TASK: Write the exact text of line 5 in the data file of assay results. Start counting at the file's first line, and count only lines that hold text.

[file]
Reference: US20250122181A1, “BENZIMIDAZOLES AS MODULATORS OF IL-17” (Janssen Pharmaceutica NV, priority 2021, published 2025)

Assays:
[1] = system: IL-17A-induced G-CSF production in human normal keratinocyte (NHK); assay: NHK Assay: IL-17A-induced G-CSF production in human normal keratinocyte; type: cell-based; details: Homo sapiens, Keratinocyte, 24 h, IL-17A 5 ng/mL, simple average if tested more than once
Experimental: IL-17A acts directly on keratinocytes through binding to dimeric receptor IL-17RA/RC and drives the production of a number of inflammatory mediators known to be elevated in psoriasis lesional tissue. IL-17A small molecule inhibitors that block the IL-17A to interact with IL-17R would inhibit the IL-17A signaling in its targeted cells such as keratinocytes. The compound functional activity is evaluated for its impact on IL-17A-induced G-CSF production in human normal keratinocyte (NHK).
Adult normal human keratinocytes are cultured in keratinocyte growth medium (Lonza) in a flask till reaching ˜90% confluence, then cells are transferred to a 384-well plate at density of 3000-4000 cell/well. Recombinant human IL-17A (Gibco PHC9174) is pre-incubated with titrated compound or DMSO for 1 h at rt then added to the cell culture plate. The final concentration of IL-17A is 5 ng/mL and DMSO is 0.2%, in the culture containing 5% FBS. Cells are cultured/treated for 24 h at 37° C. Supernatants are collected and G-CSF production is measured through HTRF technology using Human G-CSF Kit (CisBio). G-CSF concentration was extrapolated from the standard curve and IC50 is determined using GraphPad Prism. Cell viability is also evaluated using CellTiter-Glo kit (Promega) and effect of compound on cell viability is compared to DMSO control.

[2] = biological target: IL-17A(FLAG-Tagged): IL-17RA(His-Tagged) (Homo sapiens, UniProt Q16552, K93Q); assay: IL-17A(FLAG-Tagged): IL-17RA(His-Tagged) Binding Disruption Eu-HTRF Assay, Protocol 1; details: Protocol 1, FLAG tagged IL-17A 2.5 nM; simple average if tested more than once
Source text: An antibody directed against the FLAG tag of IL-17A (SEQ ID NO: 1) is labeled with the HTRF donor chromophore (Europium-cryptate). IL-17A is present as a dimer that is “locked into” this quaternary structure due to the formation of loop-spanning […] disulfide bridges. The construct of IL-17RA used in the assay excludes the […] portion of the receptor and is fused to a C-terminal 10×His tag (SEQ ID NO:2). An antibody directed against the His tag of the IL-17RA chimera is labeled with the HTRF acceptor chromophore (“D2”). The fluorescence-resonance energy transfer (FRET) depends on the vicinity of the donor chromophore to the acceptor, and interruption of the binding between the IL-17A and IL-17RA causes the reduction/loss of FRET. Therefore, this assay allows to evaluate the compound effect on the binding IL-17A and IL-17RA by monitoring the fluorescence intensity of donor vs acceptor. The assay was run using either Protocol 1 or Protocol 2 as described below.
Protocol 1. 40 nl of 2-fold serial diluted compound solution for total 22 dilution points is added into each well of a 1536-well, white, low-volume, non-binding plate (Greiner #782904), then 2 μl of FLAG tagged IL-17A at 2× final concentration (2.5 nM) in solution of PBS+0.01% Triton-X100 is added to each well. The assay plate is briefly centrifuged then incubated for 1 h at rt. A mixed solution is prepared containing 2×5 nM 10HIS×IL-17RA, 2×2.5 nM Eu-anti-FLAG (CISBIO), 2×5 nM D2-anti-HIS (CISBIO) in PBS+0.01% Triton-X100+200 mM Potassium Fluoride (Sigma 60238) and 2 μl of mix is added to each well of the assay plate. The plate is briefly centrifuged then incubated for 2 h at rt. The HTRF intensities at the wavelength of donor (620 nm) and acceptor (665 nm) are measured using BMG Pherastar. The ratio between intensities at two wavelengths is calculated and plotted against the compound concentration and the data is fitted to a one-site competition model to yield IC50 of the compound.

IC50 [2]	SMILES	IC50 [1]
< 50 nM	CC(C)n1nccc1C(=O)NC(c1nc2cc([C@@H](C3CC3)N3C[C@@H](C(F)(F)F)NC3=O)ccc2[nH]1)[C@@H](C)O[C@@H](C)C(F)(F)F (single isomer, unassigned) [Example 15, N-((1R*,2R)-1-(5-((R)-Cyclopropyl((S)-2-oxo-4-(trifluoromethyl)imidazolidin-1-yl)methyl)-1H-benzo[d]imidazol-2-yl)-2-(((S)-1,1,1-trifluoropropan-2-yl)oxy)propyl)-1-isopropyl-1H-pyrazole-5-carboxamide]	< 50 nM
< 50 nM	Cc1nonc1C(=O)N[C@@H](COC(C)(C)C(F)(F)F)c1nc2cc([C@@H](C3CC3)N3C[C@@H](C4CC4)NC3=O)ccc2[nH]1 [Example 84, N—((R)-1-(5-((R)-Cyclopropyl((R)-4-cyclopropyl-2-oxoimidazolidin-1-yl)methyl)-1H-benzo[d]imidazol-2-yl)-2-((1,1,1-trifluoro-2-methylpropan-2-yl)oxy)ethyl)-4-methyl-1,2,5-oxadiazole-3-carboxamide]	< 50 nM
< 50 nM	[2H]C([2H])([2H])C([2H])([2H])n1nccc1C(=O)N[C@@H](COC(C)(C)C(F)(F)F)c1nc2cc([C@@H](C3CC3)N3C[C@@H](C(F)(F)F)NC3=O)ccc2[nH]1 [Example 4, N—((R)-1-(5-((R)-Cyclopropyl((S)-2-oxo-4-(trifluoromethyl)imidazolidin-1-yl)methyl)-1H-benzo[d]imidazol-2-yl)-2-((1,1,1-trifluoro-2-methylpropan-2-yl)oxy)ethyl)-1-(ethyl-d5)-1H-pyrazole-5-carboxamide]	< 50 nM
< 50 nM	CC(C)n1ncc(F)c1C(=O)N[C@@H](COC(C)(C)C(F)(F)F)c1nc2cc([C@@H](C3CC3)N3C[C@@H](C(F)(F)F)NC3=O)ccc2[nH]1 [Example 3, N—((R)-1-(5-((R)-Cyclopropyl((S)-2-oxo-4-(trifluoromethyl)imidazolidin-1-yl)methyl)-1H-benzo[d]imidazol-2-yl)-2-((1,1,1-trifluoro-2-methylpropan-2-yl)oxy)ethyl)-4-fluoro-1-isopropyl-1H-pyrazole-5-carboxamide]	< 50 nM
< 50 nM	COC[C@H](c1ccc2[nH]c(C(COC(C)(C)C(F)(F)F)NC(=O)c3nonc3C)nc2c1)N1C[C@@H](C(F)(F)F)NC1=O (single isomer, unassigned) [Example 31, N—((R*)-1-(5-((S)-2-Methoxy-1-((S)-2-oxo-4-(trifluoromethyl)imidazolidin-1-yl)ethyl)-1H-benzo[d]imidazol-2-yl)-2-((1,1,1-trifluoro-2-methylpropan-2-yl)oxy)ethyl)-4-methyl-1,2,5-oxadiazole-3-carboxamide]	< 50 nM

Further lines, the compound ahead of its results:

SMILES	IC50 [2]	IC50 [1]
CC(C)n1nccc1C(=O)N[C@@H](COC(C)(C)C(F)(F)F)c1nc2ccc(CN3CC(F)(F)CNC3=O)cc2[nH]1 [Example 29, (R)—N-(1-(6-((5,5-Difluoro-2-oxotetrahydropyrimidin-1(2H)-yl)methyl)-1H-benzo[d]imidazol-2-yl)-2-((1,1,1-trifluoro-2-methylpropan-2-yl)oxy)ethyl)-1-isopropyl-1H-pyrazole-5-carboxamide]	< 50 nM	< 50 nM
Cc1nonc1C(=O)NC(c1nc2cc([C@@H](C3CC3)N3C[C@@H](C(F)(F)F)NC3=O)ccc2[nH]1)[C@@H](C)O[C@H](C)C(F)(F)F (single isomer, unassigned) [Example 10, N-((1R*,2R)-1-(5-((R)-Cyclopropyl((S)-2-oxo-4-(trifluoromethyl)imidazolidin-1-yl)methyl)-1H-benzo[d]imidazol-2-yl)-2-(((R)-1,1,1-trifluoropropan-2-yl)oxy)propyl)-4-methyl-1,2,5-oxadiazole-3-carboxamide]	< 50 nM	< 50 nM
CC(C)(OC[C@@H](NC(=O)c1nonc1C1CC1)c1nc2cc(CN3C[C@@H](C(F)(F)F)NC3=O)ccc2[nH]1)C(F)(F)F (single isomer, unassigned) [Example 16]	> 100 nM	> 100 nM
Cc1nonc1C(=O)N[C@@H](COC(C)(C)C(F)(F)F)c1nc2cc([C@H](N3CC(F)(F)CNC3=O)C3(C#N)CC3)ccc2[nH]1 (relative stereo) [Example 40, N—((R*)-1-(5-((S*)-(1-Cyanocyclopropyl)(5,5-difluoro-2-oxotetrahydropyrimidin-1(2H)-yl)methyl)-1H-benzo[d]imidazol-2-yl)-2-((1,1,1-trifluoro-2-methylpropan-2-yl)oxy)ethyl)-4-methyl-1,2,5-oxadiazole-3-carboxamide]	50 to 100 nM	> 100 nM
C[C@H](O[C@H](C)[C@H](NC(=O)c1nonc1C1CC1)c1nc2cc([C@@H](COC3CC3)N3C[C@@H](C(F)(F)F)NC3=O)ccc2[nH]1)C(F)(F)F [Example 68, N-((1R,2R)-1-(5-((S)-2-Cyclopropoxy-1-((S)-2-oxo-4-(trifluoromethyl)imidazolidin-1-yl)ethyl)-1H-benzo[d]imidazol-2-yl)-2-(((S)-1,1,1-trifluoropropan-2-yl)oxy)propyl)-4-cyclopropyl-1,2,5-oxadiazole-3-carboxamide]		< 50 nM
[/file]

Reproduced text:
Adult normal human keratinocytes are cultured in keratinocyte growth medium (Lonza) in a flask till reaching ˜90% confluence, then cells are transferred to a 384-well plate at density of 3000-4000 cell/well. Recombinant human IL-17A (Gibco PHC9174) is pre-incubated with titrated compound or DMSO for 1 h at rt then added to the cell culture plate. The final concentration of IL-17A is 5 ng/mL and DMSO is 0.2%, in the culture containing 5% FBS. Cells are cultured/treated for 24 h at 37° C. Supernatants are collected and G-CSF production is measured through HTRF technology using Human G-CSF Kit (CisBio). G-CSF concentration was extrapolated from the standard curve and IC50 is determined using GraphPad Prism. Cell viability is also evaluated using CellTiter-Glo kit (Promega) and effect of compound on cell viability is compared to DMSO control.